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QuakeCon 2012: Oculus Rift, Rise Of The Triad, BYOC Gaming, And More

The (Very, Very Long) Wait Begins

QuakeCon 2012, known as the biggest LAN party in North America, brings thousands of gamers from around the world to Dallas, Texas every summer. From the massive bring-your-own-computer event and colorful attendees to the game reveals and panels chock full of industry veterans, this is unquestionably one of the summer's marquee events, nestled nicely between E3 and PAX Prime.

Go To QuakeCon, Win A Mustang

PC hardware and peripherals aside, everyone at QuakeCon wants to win "the big prize," which is always a performance car provided by Ventrilo. Valued at nearly $60 000, this year's prize is a 2013 Ford Mustang GT500.

John Carmack's Annual Keynote

The highlight of every QuakeCon is John Carmack's opening-day keynote. id Software's technical director takes a few hours to talk tech, games, and programming, with this year's keynote focusing on VR headset technology (more on that later).

Panel On Looking Glass Studios

The event isn't all about Carmack, however, as there are plenty of other panels to attend over the course of QuakeCon. "Looking Back at Looking Glass" was a retrospective on Looking Glass Studios, which produced classics like Thief: The Dark Project, Thief 2: The Metal Age, Terra Nova, and Ultima Underworld. From right to left: Harvey Smith (Arkane Studios), Emil Pagliarulo (Bethesda), Tom Leonard (Valve), and Austin Grossman.

GameTrailers TV Bonus Round

Although there's no official outlet for QuakeCon, GT.TV did do a live Bonus Round during the event. The panel focused on the most-anticipated titles expected to launch in what's left of 2012, including Halo 4, Far Cry 3, Assassin's Creed 3, and Dishonored. The panel was comprised of (left to right) Arkane Studio's Raphael Colantonio and Harvey Smith, Wedbush Morgan analyst Michael Pachter, Penny Arcade Report's Ben Kuchera, and GT.TV's Geoff Keighley.

Virtual Insanity: Discussing VR And Video Games

Perhaps the most hotly-anticipated panel during the show, Virtual Insanity focused on virtual reality, where it has been, and the direction it will (hopefully) go. Palmer Lucky (Oculus), Michael Abrash (Valve), John Carmack, and id Software President Todd Hollenshead discussed the failures of VR during the 1990s (awesome movies like The Lawnmower Man aside) and why now is the time to embrace the technology.

IT'S BACK! Rise Of The Triad Remake, Revealed

My favorite panel, however, had to do with the revival of a game many of us played in the mid-90s called Rise of the Triad. Apogee Software and Interceptor Entertainment are bringing the H.U.N.T. team back for late 2012/Q1 2013, using Unreal Engine 3 tech and the PC as the exclusive platform. The panel's primary message: remaining faithful to the original game is a top priority, Excalibat and all.

John Carmack And The Oculus Rift Prototype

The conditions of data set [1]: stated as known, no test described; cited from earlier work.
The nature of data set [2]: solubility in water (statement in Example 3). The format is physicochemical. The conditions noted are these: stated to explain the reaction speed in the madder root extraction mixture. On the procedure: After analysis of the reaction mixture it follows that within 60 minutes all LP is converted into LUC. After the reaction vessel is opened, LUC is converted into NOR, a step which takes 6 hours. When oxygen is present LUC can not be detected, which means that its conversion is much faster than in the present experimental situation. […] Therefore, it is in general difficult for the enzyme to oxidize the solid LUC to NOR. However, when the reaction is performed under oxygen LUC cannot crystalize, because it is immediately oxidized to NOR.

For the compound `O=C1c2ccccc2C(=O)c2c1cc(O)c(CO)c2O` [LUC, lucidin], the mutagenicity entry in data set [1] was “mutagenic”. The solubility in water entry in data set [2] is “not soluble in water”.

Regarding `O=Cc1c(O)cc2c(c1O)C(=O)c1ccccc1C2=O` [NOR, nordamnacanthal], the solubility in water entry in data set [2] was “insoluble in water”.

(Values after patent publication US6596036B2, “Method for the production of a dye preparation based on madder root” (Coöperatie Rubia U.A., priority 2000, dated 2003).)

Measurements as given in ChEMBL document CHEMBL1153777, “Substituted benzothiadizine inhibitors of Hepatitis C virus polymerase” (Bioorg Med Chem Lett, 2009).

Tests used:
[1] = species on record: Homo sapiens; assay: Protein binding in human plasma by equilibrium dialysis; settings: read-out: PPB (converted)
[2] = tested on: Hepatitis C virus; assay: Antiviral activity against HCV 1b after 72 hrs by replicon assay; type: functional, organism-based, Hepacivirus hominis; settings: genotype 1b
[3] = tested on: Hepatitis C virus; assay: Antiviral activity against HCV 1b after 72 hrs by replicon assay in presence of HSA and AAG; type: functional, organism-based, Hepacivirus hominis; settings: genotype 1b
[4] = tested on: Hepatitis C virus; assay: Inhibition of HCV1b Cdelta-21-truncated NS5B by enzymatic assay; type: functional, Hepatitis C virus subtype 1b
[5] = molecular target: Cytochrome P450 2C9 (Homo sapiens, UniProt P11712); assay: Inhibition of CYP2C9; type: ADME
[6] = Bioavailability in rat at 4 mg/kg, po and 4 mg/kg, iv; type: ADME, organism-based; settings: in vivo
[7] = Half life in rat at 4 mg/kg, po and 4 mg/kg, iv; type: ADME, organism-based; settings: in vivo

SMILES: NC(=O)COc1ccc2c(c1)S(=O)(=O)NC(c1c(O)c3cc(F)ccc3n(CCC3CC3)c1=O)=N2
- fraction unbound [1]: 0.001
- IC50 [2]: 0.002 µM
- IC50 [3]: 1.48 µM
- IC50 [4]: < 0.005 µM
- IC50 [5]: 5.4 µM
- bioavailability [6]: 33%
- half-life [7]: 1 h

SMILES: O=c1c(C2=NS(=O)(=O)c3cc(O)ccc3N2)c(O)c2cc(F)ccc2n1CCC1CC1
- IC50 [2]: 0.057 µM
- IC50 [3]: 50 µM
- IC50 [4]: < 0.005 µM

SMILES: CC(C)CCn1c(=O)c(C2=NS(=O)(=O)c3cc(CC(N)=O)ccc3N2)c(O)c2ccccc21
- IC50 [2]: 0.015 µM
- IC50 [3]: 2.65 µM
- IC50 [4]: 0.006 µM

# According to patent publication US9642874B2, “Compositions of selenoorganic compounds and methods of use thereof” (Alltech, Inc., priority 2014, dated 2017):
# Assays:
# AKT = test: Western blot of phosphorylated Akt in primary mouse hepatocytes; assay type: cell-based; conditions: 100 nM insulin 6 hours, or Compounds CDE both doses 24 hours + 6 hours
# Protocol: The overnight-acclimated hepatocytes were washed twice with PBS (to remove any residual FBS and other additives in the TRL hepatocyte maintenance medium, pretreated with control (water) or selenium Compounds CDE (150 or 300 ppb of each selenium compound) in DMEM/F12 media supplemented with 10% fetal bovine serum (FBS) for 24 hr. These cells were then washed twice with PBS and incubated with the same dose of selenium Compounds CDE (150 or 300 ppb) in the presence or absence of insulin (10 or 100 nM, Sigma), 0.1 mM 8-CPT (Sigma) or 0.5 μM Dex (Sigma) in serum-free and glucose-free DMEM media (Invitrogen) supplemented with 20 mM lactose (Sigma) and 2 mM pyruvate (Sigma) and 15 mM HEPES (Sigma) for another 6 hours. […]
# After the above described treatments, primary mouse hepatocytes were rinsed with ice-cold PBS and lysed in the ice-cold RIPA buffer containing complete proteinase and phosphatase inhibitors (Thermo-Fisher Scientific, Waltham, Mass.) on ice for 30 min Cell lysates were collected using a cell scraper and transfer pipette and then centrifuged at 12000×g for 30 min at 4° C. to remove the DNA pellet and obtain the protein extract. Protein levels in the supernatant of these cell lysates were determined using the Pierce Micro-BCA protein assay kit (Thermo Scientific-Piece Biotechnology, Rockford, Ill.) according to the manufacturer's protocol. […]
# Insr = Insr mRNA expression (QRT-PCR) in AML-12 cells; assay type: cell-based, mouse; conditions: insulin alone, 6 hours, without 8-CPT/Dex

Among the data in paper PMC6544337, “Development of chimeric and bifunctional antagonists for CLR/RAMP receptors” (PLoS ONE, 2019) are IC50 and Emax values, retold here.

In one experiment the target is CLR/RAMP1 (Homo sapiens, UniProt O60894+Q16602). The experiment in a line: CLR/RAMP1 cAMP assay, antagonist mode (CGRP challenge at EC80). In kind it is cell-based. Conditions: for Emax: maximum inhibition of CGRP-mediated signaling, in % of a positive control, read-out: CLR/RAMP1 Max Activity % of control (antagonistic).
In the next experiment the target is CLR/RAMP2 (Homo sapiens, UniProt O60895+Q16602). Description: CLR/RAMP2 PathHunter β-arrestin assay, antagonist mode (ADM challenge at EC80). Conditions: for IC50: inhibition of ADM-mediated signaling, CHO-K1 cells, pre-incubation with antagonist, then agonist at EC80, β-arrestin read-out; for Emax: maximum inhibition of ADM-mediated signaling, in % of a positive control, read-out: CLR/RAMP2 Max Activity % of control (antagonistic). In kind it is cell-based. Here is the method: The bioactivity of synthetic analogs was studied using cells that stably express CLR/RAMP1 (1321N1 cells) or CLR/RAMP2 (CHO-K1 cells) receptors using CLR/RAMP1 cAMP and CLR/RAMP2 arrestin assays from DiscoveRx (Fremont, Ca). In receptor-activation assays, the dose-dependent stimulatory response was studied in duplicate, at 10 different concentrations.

The Oculus Rift VR headset prototype was the crown jewel for QuakeCon 2012. Oculus hardware, paired with John Carmack's software and programming know-how, is a match made in gaming heaven.

Oculus Rift: A New And Amazing Way To Play Games

This prototype, which is one of the few out in the wild, pairs a Logitech headset and a wired Xbox 360 controller. It's recommended that you stand while using the Rift, hence the lack of a keyboard.

Prototyping With Duct Tape

It's a prototype, alright, Oakley headband, duct tape, and all. The internals are a bit more impressive, including pro-grade lab optics and a six-inch 1280x800 LCD display. There are even bits and pieces of a Razer Hydra motion controller in there.

Active Shutter-Free 3D

The Rift uses two images side by side, with no polarized or active shutter glasses, to achieve its aim. The headset's optics send one image to each eye, so the 3D image is as about as natural as it gets. Some folks will still get headaches, but this isn't 3D Vision or HD3D by any means.

  • dannyboy3210
    Would squeezing lemon grenades give you lemonglycerin?
    Reply
  • Branden
    52" HDTV as a monitor? and still sit 2' from it? why? no wonder minecraft isn't being played fullscreen!
    a HDTV is 1920x1080 (at best, assuming it's fullHD and has no overscan), LESS resolution than my 24" 1920x1200 LCD (which is small enough to be able to see the entire screen at 2' away, and likely has better contrast ratio & response times too).
    some people have more money to spend on tech than knowledge of tech, there is one such person.
    Reply
  • seymour bodies
    Ha! That's me in pic #20. I'm the one NOT playing minecaft. ;)
    Reply
  • spookyman
    BBQ pit PC case for the win.
    Reply
  • Prey
    Rise of the Triad, yea, I remember that game, it was awesome!! shrooms mode FTW
    Reply
  • chaosgs
    Didnt go this year, kinda sad. But Quake con just isnt what it used to be with out that AMD girl there. "FIRST PERSON BRINGS ME A PAIR OF UNDER WEAR WINS A 5990" (back when it first came out).


    Antec is a great booth though. My first Quake con I changed shirts and ended up with like 16 tickets from that booth, didnt win crap lmfao.
    Reply
  • chaosgs
    I stand corrected, was a 5870.
    Reply
  • XZaapryca
    Branden52" HDTV as a monitor? and still sit 2' from it? why? no wonder minecraft isn't being played fullscreen!.
    The response time on many HDTV's is 8ms or less. If you're old or have eye strain issues, it's the perfect solution. 3x47" HDTV's FTW. YMMV
    Reply
  • Soulmachiklamo
    I have a 50 inch screen I use as pc screen myself, it's awesome to play Minecraft on it (fullscreen ofcourse)
    Reply
  • blazorthon
    XZaaprycaThe response time on many HDTV's is 8ms or less. If you're old or have eye strain issues, it's the perfect solution. 3x47" HDTV's FTW. YMMV
    Many monitors have response times that are far lower than 8ms and many HDTVs have response times that are above 8ms.
    Reply